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Homework Help: Determine the magnitude of and direction of the velocity

  1. Oct 9, 2007 #1
    I have problems on understanding Relativity.So can someone check this one.
    1. The problem statement, all variables and given/known data



    2. Relevant equations
    A spacecraft is launched from the surface of the with velocity of 0.600c at an angle of
    [tex]50^{\circle}[/tex] above the horizontal positive x axis.Another spacecraft is moving past,with a velocity of 0.700c in the negative x direction..Determine the magnitude of and direction of the velocity of the first spacecraft as measured by the pilot of the second spacecraft.


    3. The attempt at a solution
    [tex]v_{1x}=0.6c\times cos50^{\circle}[/tex]
    [tex]v'_x=\frac{v_{1x}+v_2}{1+\frac{v_{1x}v_2}{c^2}}[/tex]
    [tex]v'_y=v_1sin50^{\circle}[/tex]
    [tex]v'=\sqrt{v'_x+v'_y}[/tex]
    [tex]tan\theta'=\frac{v'_y}{v'_x}[/tex]
     
    Last edited by a moderator: Jan 7, 2014
  2. jcsd
  3. Oct 9, 2007 #2

    MathematicalPhysicist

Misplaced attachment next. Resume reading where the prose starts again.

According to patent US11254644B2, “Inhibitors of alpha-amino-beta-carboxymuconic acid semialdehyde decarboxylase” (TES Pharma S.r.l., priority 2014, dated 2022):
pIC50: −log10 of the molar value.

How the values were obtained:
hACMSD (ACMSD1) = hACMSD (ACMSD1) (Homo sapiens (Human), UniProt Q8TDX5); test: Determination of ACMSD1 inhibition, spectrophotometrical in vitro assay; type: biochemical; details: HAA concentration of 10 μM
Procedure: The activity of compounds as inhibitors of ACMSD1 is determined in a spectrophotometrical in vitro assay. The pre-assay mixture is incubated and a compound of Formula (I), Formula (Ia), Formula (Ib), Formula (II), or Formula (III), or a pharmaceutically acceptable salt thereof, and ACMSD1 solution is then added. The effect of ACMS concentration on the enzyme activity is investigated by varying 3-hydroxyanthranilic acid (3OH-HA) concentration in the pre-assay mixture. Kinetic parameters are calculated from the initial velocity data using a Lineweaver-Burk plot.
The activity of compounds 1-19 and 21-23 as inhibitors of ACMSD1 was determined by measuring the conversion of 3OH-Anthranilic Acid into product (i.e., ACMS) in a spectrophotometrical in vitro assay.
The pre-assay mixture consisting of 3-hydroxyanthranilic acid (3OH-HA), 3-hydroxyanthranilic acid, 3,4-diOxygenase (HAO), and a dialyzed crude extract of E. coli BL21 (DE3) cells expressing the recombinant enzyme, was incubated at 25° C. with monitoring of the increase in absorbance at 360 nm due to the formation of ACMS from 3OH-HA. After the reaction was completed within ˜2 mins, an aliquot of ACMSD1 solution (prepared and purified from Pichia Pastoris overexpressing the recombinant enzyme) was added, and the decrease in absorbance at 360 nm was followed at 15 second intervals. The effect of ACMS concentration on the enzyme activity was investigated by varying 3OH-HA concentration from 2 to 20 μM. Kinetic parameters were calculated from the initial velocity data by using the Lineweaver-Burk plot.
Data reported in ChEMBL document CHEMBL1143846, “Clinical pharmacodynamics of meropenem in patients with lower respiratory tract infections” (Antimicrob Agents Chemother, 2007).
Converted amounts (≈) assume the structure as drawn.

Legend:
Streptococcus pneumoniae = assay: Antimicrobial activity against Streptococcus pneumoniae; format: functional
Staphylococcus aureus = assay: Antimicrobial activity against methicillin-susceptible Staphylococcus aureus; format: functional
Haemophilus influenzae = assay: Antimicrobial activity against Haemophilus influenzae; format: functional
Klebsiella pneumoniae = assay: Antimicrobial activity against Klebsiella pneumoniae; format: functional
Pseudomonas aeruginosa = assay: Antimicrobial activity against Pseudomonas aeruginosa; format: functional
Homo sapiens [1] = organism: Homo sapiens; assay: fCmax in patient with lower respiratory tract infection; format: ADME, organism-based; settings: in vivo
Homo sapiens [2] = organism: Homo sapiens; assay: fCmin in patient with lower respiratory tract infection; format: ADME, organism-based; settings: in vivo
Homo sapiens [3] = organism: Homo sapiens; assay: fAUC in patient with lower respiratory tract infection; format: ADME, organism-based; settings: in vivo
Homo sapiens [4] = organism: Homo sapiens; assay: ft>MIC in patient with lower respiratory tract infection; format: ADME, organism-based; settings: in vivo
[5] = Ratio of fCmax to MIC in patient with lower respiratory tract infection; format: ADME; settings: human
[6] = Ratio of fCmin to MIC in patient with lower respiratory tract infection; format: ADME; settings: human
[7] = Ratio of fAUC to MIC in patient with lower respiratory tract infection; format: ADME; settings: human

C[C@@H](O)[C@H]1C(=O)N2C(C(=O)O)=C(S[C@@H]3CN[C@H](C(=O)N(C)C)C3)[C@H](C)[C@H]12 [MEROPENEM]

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    Gold Member

    the equation in the y direction is:
    [tex]v_y'=\frac{v_y}{(1+v_xv/c^2)\gamma(v))}[/tex]
    other than this it looks good to me.
     
  4. Oct 9, 2007 #3
    Like this
    [tex]v'_y=\frac{v_1sin50\sqrt{1-v_1^2/c^2}}{(1+v_1^2cos50/c^2)}[/tex]?
     
  5. Oct 9, 2007 #4
    but should be there similar equation for [tex]v_{1x}[/tex] ?
     
  6. Oct 9, 2007 #5

    learningphysics

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    Homework Helper

    I think it's best to use these equations:

    [tex]u_x' = \frac{u_x - v}{1-u_x v/c^2}[/tex]

    [tex]u_y' = \frac{u_y}{\gamma (1-u_x v/c^2)}[/tex]

    v is the velocity of the second ship... ie v = -0.700c, and ux' and uy' are the speeds measured by this second ship...

    just plug in ux, uy, v and gamma and you'll have the answers.
     
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